Lyla’s Little Free Library

By: 
Jamie Hult, Staff writer

Megan and Matt Rollag created Lyla’s Little Free Library, part of the worldwide network of front-yard book exchanges. Look for the little pink house at 208 W. Hackberry St., Brandon. Jamie Hult/BV Journal

Neighborhood kids check out books from Lyla’s Little Free Library. “A new tradition for us,” said mom Hannah Weisman. “Lyla will forever be remembered.” Submitted photo

Couple build community book nook in daughter’s memory 
 
Pulling into her driveway after work and seeing messy shelves where little hands have been makes Megan Rollag happy. 
Since she and her husband, Matt, opened Lyla’s Little Free Library on Mother’s Day, more than 30 kids in the community have become regular customers at the front-yard book exchange. 
In the front pocket of the guestbook is a little history on the library’s namesake. 
Lyla Jane was born March 12, 2017. She was an even 5 pounds, with long fingers and toes. She looked just like Matt. But she was stillborn.
Rollag had a problem-free pregnancy. The day before she went into labor, she remembers the baby kicking throughout the diaper keg party friends and family threw for the father-to-be. 
That night the contractions were 10 minutes apart, and the couple went to the hospital. It was their first baby, and they were excited. 
Rollag was in labor when the baby’s heartbeat suddenly stopped. She hadn’t been in distress. There had been no warnings. It simply stopped. 
“I like to think she was just like any other newborn; she was just sleeping when she came out,” she said. 
Going through with the delivery after finding out the baby was dead, she said, was the scariest thing she’d ever had to do. 
“And to leave empty-handed when you see all these other babies and parents – there’s so much grief and the guilt and the shame,” Rollag said. “When you lose a child, you can’t help yourself – there are always all the could’ve, should’ve, would’ves.”
Three days later the couple learned that Lyla had suffered a placental infarction. Her blood supply had been cut off, and she died almost instantly. 
Rather than wallowing in her pain and grief, Rollag tried to focus on picking up the pieces and living as her daughter would have wanted.
“In her short time with us, Lyla gave us a lot of love, excitement and hope. I’m hoping in some way my tragedy can help someone else through their grief,” she said. “The thing I want people to know is that with loss – whether it’s a parent, marriage, a job – the best thing is to acknowledge the loss and not treat it like the elephant in the room. I lost my child, and what I’ve realized is that people aren’t reminding me that she died; they’re reminding me that her life was important, and that’s a beautiful gift.”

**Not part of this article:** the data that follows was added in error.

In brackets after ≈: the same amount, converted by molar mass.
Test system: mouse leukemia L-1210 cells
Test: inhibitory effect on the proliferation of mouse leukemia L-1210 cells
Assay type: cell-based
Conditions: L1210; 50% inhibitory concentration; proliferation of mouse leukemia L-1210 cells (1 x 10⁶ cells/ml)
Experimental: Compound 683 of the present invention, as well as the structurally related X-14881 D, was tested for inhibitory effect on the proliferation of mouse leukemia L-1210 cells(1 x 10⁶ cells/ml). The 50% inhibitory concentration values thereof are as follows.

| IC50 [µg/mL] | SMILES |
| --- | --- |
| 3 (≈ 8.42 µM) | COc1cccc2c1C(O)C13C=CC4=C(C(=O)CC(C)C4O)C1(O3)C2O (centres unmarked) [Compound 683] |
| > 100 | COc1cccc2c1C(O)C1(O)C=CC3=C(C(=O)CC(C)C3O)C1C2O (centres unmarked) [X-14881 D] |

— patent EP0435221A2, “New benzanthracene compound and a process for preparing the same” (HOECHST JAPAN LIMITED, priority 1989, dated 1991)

Rollag needed something to put her energy into, and she soon found it in one of her favorite pastimes, one she was looking forward to sharing with Lyla: reading.
“Matt and I have decided to build a free little library in honor of our perfect angel baby,” she posted on Facebook. “Just as Lyla gave us such love and delight, we hope her library does the same to the families in our neighborhood.”
Matt was struggling with how to comfort his wife, and the project gave him a way to do that.
“It was nice to do something for Lyla and for Megan,” he said. “Something to do in their honor.”
For Rollag, creating a children’s library felt like just the right way to let Lyla’s legacy live on.
“I think reading is a beautiful thing. It’s a good escape. It’s the closest thing to heaven I can think of,” she said. 
They held a celebration of Lyla’s life on May 12 and opened Lyla’s Little Free Library on May 13. Mother’s Day.
Donations from sorority sisters, family and other friends brought the collection to around 100 children’s books. Rollag rotates the titles every week. 
Eight-year-old Aubrey Fischer is one of the returning visitors.  
“They have really fun books I like to get,” she said. “And it honors a little girl that died and never got a chance to look at a book. We take a book and we put another book in.”
Rollag is finding healing through the little pink house.  
“It’s been such a joy and gift to myself. I look forward to coming home and looking to see if the books are disorganized,” she said with a smile. “Then I straighten them.” 
Lyla’s Little Free Library is part of the Little Free Library network, a worldwide movement with the motto “Take a book, leave a book.” It’s open to the public and located at 208 Hackberry Street. 
 

 

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The Brandon Valley Journal

 

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